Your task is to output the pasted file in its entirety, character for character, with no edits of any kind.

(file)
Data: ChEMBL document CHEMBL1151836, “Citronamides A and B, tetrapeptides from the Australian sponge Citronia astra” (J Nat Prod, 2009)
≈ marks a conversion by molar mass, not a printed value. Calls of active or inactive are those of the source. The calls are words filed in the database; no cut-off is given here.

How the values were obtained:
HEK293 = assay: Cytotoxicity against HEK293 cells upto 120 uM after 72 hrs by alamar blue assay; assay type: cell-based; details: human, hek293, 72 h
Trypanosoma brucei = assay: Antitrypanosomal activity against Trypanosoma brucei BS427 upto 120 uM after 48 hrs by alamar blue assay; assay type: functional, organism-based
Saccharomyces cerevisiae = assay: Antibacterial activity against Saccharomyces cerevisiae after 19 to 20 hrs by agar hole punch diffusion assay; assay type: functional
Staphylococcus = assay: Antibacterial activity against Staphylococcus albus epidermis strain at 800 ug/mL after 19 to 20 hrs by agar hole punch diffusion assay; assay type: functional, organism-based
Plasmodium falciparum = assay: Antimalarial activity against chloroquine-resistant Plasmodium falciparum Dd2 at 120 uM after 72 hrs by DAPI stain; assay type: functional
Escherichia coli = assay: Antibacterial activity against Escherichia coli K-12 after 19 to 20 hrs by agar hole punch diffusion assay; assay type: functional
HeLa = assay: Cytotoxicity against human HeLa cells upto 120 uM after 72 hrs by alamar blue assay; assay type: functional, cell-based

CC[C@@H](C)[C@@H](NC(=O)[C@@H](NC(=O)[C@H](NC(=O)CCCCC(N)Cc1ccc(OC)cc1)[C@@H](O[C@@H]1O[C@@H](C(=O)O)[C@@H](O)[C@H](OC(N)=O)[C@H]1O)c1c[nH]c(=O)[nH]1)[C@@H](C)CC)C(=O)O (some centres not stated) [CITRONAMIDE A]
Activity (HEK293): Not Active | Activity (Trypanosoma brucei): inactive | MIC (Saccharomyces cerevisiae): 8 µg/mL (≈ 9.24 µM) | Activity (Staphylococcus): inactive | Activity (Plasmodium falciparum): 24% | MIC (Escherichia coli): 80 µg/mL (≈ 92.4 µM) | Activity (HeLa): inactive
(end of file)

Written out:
Data: ChEMBL document CHEMBL1151836, “Citronamides A and B, tetrapeptides from the Australian sponge Citronia astra” (J Nat Prod, 2009)
≈ marks a conversion by molar mass, not a printed value. Calls of active or inactive are those of the source. The calls are words filed in the database; no cut-off is given here.

How the values were obtained:
HEK293 = assay: Cytotoxicity against HEK293 cells upto 120 uM after 72 hrs by alamar blue assay; assay type: cell-based; details: human, hek293, 72 h
Trypanosoma brucei = assay: Antitrypanosomal activity against Trypanosoma brucei BS427 upto 120 uM after 48 hrs by alamar blue assay; assay type: functional, organism-based
Saccharomyces cerevisiae = assay: Antibacterial activity against Saccharomyces cerevisiae after 19 to 20 hrs by agar hole punch diffusion assay; assay type: functional
Staphylococcus = assay: Antibacterial activity against Staphylococcus albus epidermis strain at 800 ug/mL after 19 to 20 hrs by agar hole punch diffusion assay; assay type: functional, organism-based
Plasmodium falciparum = assay: Antimalarial activity against chloroquine-resistant Plasmodium falciparum Dd2 at 120 uM after 72 hrs by DAPI stain; assay type: functional
Escherichia coli = assay: Antibacterial activity against Escherichia coli K-12 after 19 to 20 hrs by agar hole punch diffusion assay; assay type: functional
HeLa = assay: Cytotoxicity against human HeLa cells upto 120 uM after 72 hrs by alamar blue assay; assay type: functional, cell-based

CC[C@@H](C)[C@@H](NC(=O)[C@@H](NC(=O)[C@H](NC(=O)CCCCC(N)Cc1ccc(OC)cc1)[C@@H](O[C@@H]1O[C@@H](C(=O)O)[C@@H](O)[C@H](OC(N)=O)[C@H]1O)c1c[nH]c(=O)[nH]1)[C@@H](C)CC)C(=O)O (some centres not stated) [CITRONAMIDE A]
Activity (HEK293): Not Active | Activity (Trypanosoma brucei): inactive | MIC (Saccharomyces cerevisiae): 8 µg/mL (≈ 9.24 µM) | Activity (Staphylococcus): inactive | Activity (Plasmodium falciparum): 24% | MIC (Escherichia coli): 80 µg/mL (≈ 92.4 µM) | Activity (HeLa): inactive